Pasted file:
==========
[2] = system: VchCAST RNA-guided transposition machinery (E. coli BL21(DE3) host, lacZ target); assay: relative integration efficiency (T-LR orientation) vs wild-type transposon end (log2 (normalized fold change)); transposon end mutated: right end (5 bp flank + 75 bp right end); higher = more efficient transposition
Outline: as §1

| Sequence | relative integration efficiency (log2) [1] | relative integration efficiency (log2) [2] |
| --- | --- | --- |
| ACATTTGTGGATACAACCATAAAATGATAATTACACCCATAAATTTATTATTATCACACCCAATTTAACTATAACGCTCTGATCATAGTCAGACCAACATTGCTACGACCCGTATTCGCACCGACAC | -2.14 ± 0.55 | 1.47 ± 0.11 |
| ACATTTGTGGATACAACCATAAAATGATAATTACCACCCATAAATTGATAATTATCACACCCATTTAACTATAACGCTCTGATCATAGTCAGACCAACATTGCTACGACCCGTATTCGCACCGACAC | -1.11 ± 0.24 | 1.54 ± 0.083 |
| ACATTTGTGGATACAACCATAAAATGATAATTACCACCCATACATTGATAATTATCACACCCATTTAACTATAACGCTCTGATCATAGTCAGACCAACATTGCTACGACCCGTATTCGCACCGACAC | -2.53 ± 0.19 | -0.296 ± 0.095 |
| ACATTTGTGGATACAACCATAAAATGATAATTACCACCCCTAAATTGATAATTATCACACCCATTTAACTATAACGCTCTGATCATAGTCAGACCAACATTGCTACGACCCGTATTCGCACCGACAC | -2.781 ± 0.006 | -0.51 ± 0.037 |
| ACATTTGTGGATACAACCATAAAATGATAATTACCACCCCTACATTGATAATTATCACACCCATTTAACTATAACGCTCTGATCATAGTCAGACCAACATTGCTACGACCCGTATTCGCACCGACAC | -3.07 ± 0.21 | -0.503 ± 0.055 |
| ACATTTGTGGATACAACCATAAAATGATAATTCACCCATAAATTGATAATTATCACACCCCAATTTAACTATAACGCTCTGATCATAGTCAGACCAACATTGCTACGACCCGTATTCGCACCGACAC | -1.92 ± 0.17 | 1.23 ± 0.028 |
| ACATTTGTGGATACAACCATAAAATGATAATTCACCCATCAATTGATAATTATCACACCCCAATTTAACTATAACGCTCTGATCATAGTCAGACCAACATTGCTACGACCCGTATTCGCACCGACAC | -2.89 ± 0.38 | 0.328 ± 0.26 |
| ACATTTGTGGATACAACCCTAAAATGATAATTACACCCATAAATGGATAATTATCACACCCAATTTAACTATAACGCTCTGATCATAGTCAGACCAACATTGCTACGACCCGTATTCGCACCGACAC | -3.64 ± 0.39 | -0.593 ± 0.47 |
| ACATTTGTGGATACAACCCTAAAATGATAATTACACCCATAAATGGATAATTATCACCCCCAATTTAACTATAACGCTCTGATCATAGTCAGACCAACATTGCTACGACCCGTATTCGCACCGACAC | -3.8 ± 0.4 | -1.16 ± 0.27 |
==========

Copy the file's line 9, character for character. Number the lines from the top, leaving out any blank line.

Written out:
| ACATTTGTGGATACAACCATAAAATGATAATTACCACCCCTACATTGATAATTATCACACCCATTTAACTATAACGCTCTGATCATAGTCAGACCAACATTGCTACGACCCGTATTCGCACCGACAC | -3.07 ± 0.21 | -0.503 ± 0.055 |